Arian Foster (11 targets; 9 receptions, 75 yards) and Andre Johnson (11 targets; 9 receptions, 56 yards), Houston Texans: Absolutely incredible numbers for both players, even if Johnson's yardage totals could be viewed as disappointing.
Jacoby Ford, Oakland Raiders (10 targets; 4 receptions, 108 yards): A lot of people are high on Ford this week; I'm not one of them. Catching only 40 percent of the passes thrown his way normally sends a receiver to the bench. That being said, because this is the Raiders, maybe they'll run their whole offensive scheme around him.
Mike Goodson, Carolina Panthers (10 targets; 8 receptions, 81 yards): Although you might think that Goodson's targets were heavily skewed into the second half because of how his game progressed, know that only six of them came in the second half, so it appears that using Goodson out of the backfield was actually part of the game plan. He could become a sneaky running back play in point-per-reception leagues.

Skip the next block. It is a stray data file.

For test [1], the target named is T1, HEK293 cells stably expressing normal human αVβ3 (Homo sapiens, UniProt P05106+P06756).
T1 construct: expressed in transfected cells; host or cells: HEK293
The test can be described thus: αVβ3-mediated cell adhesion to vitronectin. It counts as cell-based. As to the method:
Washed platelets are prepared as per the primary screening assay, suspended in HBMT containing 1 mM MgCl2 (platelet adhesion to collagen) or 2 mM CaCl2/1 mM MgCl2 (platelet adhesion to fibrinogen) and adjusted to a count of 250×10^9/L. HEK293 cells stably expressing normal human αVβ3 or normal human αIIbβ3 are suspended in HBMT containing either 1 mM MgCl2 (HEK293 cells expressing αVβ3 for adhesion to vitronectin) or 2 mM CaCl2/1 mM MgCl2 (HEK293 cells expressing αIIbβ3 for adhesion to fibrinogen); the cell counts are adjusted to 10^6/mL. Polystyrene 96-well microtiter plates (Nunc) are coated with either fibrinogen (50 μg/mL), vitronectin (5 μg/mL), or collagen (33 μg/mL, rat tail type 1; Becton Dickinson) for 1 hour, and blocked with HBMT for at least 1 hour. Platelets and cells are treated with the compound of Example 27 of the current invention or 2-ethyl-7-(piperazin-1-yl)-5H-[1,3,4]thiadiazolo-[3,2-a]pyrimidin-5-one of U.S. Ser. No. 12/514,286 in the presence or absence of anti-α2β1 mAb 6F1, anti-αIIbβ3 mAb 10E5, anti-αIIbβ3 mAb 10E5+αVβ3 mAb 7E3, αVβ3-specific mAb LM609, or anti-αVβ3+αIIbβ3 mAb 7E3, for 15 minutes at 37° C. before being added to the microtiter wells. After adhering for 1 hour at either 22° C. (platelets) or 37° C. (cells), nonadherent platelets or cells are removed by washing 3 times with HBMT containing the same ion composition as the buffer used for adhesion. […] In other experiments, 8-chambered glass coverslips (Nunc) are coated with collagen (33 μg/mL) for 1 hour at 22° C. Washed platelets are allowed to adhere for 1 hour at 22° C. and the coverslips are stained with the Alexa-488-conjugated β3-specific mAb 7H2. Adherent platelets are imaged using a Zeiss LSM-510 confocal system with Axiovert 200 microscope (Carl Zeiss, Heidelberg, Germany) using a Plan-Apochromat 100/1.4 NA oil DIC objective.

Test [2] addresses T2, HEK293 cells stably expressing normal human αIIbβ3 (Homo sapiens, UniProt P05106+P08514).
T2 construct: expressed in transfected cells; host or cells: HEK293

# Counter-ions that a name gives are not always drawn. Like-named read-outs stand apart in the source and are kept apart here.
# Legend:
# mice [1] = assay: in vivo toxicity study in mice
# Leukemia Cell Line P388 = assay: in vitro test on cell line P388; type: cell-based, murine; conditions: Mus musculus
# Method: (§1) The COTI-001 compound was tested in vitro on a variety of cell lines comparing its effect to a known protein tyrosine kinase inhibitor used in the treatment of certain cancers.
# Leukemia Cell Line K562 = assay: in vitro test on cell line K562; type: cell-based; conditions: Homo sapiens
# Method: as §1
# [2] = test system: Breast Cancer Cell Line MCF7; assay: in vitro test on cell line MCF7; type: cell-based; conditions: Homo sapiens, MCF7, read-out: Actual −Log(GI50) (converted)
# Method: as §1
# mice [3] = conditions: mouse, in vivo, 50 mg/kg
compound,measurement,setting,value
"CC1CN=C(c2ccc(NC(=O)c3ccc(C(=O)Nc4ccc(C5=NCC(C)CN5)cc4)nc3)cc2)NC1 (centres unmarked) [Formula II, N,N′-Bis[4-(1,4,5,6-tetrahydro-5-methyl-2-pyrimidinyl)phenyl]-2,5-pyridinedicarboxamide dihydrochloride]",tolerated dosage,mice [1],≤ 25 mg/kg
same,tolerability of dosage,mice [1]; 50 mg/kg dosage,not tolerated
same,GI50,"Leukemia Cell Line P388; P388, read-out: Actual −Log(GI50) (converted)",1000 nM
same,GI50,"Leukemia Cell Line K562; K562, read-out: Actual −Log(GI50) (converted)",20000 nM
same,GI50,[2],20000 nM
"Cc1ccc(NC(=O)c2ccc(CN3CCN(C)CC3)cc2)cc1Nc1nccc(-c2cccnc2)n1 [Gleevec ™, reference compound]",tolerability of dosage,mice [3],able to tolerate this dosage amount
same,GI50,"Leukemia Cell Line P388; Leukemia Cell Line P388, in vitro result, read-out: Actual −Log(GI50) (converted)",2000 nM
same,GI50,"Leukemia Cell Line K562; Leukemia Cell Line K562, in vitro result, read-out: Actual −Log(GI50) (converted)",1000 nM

Wes Welker, New England Patriots (10 targets; 8 receptions, 90 yards): Welker is looking healthier every week, and Tom Brady seems to be growing more and more confident in the receiver's ability to make plays. Look for Welker to become the Welker of old.
Brent Celek, Philadelphia Eagles (8 targets; 3 receptions, 50 yards): Although you might view this as a back-from-the-dead type of performance, realize that if it wasn't for an amazing throw from Michael Vick, Celek's line would have been two receptions for 20 yards.
Danario Alexander, St. Louis Rams (6 targets; 4 receptions, 95 yards): According to the St. Louis Post-Dispatch, Alexander was on the field for only about 20 offensive snaps on Sunday, which makes his performance really stand out. If you have the ability to take a flier on him and need some WR depth, you really should make that move.